• Kid Snacks – this is essential because I have two young children.  My three year old basically lives off snacks, so we typically have plenty.  Boxed cereals, fruit pouches, granola bars, pretzels, crackers, chips, and cookies are all things that are going into our evacuation kit.
  • Grown Up Snacks – Ok, so we can totally eat the kid snacks, but some of us have more discerning tastes.  I love nuts, seeds, and trail mix.  Recently I have discovered the Kind Sweet Cayenne BBQ Almond Bars.  Larabars are great for grown-ups and kids alike.
  • McDougall’s Soups – these are great if you’re able to boil water!
  • Bread/Tortillas
  • Nut butters and jam (peanut butter and jelly is always a fan favorite, but choose your favorite nut butter that doesn’t require refrigeration, just in case). You can always spread peanut butter on your apples and bananas, too!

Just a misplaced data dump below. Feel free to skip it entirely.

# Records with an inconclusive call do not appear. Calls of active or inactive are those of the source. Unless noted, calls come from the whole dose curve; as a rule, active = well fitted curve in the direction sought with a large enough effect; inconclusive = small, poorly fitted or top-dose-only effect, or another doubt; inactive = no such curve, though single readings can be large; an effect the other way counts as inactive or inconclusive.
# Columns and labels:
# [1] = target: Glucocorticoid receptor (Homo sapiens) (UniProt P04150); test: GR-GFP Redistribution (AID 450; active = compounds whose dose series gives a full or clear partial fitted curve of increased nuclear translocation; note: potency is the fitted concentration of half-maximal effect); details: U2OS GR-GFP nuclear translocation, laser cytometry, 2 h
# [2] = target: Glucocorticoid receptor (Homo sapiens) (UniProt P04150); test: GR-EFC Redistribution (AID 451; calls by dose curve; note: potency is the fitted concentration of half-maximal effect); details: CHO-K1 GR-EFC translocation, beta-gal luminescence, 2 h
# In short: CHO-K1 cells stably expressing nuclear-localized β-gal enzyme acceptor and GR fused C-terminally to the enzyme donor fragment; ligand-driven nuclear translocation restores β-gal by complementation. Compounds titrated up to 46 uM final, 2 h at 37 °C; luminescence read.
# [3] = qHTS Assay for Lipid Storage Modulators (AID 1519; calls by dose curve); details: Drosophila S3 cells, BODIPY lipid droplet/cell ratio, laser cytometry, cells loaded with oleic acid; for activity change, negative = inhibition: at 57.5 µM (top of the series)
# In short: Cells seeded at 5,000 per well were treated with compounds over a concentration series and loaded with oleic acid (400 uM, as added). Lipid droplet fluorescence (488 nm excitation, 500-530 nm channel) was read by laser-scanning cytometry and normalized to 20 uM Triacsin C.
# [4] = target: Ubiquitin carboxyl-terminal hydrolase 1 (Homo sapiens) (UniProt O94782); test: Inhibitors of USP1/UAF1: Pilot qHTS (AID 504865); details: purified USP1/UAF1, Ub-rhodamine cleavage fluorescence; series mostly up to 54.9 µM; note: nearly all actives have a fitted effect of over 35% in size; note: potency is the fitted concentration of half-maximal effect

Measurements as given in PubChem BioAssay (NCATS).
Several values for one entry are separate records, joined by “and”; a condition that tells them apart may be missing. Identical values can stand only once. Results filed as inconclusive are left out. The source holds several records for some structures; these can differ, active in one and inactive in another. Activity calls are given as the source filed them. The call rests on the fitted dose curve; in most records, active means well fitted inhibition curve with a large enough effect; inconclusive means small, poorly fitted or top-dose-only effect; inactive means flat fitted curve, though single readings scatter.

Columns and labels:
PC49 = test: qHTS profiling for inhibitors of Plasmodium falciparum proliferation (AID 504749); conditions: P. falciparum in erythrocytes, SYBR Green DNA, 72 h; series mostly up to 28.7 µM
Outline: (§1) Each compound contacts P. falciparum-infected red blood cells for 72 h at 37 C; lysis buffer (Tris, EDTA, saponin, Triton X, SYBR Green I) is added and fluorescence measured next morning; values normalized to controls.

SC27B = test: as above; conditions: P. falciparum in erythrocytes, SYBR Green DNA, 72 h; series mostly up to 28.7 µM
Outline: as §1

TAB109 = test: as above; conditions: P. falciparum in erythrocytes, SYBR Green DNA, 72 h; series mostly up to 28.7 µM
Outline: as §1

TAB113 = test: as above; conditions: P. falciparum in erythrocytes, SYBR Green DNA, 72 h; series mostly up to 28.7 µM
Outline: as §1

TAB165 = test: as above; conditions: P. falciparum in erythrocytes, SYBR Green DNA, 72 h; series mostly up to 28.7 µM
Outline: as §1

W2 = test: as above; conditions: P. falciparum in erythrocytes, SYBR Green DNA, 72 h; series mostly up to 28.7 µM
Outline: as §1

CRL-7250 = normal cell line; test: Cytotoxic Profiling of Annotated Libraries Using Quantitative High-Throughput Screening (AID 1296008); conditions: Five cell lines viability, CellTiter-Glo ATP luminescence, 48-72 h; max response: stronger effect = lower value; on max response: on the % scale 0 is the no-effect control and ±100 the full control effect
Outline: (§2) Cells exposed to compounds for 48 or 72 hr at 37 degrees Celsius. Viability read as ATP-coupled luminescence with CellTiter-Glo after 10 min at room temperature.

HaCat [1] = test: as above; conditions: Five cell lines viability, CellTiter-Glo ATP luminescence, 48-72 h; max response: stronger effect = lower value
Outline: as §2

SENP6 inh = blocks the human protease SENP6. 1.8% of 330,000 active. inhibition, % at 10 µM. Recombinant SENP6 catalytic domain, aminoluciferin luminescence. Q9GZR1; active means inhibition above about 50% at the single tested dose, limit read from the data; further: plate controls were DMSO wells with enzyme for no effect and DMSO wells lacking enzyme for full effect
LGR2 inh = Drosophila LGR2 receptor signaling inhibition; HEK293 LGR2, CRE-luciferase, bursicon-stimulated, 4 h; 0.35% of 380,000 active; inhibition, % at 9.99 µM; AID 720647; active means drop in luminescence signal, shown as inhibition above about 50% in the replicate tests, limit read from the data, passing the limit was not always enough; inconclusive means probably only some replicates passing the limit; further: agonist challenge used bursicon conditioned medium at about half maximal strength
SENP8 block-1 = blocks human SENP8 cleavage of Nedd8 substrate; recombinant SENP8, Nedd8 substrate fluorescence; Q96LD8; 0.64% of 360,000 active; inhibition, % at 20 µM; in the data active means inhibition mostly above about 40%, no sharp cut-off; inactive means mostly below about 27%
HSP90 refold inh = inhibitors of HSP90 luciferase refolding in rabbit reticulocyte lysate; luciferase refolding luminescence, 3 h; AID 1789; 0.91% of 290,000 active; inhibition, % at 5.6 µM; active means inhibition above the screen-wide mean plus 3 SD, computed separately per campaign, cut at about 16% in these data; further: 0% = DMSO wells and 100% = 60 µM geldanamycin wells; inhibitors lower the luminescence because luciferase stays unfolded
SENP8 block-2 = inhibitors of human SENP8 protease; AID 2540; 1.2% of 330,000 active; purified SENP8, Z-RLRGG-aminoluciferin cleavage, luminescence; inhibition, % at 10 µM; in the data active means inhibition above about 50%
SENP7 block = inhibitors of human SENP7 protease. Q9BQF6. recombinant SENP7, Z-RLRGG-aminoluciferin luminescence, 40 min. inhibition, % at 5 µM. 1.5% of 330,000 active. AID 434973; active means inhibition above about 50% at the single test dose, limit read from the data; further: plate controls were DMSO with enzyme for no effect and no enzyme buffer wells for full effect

• Rice/quinoa
  • Oatmeal
  • Shelf stable tofu
  • Shelf stable plant milks – choose your variety.  Almond milk, rice milk, oat milk, hemp milk…you get the point.
  • Water – this goes without saying for everyone!  Be sure to get water that you can drink! Last year I thought I was good for water because I regularly get a delivery of 5 gallon jugs for my water dispenser at my home.  I ended up having to scramble at the last minute because in my hurried state, I had forgotten that my water dispenser is a) not portable at all, and b) requires electricity . Not to mention, those 5 gallon jugs are HEAVY.  Try pouring a glass of water out of one of those.  Also, I didn’t know that a hand pump spigot even existed until our friend Casie pointed that out a few minutes ago.
  •  Other drinks – juice boxes for the kids, adult beverages (beer, wine, liquor), sport drinks, and consider a vegan protein powder or pre-mixed shakes.

Now, aside from food, you might need some other supplies.